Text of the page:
Body size‐dependent responses of a marine fish assemblage to climate change and fishing over a century‐long scale

Body size‐dependent responses of a marine fish assemblage to climate change and fishing over a... Commercial fishing and climate change have influenced the composition of marine fish assemblages worldwide, but we require a better understanding of their relative influence on long‐term changes in species abundance and body‐size distributions. In this study, we investigated long‐term (1911–2007) variability within a demersal fish assemblage in the western English Channel. The region has been subject to commercial fisheries throughout most of the past century, and has undergone interannual changes in sea temperature of over 2.0 °C. We focussed on a core 30 species that comprised 99% of total individuals sampled in the assemblage. Analyses showed that temporal trends in the abundance of smaller multispecies size classes followed thermal regime changes, but that there were persistent declines in abundance of larger size classes. Consistent with these results, larger‐growing individual species had the greatest declines in body size, and the most constant declines in abundance, while abundance changes of smaller‐growing species were more closely linked to preceding sea temperatures. Together these analyses are suggestive of dichotomous size‐dependent responses of species to long‐term climate change and commercial fishing over a century scale. Small species had rapid responses to the prevailing thermal environment, suggesting their life history traits predisposed populations to respond quickly to changing climates. Larger species declined in abundance and size, reflecting expectations from sustained size‐selective overharvesting. These results demonstrate the importance of considering species traits when developing indicators of human and climatic impacts on marine fauna. http://www.deepdyve.com/assets/images/DeepDyve-Logo-lg.png Global Change Biology Wiley

Body size‐dependent responses of a marine fish assemblage to climate change and fishing over a century‐long scale

Loading next page...
 
/lp/wiley/body-size-dependent-responses-of-a-marine-fish-assemblage-to-climate-reO4soIwGy
Publisher
Wiley
Copyright
© 2009 Blackwell Publishing Ltd
ISSN
1354-1013
eISSN
1365-2486
D.O.I.
10.1111/j.1365-2486.2009.02027.x
Publisher site
See Article on Publisher Site

Abstract

Commercial fishing and climate change have influenced the composition of marine fish assemblages worldwide, but we require a better understanding of their relative influence on long‐term changes in species abundance and body‐size distributions. In this study, we investigated long‐term (1911–2007) variability within a demersal fish assemblage in the western English Channel. The region has been subject to commercial fisheries throughout most of the past century, and has undergone interannual changes in sea temperature of over 2.0 °C. We focussed on a core 30 species that comprised 99% of total individuals sampled in the assemblage. Analyses showed that temporal trends in the abundance of smaller multispecies size classes followed thermal regime changes, but that there were persistent declines in abundance of larger size classes. Consistent with these results, larger‐growing individual species had the greatest declines in body size, and the most constant declines in abundance, while abundance changes of smaller‐growing species were more closely linked to preceding sea temperatures. Together these analyses are suggestive of dichotomous size‐dependent responses of species to long‐term climate change and commercial fishing over a century scale. Small species had rapid responses to the prevailing thermal environment, suggesting their life history traits predisposed populations to respond quickly to changing climates. Larger species declined in abundance and size, reflecting expectations from sustained size‐selective overharvesting. These results demonstrate the importance of considering species traits when developing indicators of human and climatic impacts on marine fauna.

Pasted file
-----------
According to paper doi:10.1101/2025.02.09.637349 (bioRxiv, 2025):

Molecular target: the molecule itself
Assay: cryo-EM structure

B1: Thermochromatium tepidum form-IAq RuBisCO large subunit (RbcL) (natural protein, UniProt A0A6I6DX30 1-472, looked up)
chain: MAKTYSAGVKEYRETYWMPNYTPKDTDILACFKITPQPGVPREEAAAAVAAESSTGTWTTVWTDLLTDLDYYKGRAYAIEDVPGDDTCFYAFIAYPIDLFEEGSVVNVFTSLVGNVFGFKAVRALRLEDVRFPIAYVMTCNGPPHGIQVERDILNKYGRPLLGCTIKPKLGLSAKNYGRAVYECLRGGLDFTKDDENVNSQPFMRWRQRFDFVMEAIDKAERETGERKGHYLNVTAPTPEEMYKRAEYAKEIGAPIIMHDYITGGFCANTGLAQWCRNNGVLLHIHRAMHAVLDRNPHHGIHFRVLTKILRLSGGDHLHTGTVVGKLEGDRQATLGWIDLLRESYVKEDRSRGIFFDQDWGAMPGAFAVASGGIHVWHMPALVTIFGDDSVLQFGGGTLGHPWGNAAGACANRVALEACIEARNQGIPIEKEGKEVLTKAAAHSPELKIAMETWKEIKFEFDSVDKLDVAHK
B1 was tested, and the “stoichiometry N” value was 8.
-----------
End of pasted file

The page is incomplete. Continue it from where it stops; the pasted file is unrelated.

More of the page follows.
Journal

Global Change BiologyWiley

Published: Feb 1, 2010

References

You’re reading a free preview. Subscribe to read the entire article.


DeepDyve is your
personal research library

It’s your single place to instantly
discover and read the research
that matters to you.

Enjoy affordable access to
over 18 million articles from more than
15,000 peer-reviewed journals.

All for just $49/month

Explore the DeepDyve Library

Search

Query the DeepDyve database, plus search all of PubMed and Google Scholar seamlessly

Organize

Save any article or search result from DeepDyve, PubMed, and Google Scholar... all in one place.

Access

Get unlimited, online access to over 18 million full-text articles from more than 15,000 scientific journals.

Your journals are on DeepDyve

Read from thousands of the leading scholarly journals from SpringerNature, Elsevier, Wiley-Blackwell, Oxford University Press and more.

All the latest content is available, no embargo periods.

See the journals in your area

DeepDyve

Freelancer

DeepDyve

Pro

Price

FREE

$49/month
$360/year

Save searches from
Google Scholar,
PubMed

Create lists to
organize your research

Export lists, citations

Read DeepDyve articles

Abstract access only

Unlimited access to over
18 million full-text articles

Print

20 pages / month

PDF Discount

20% off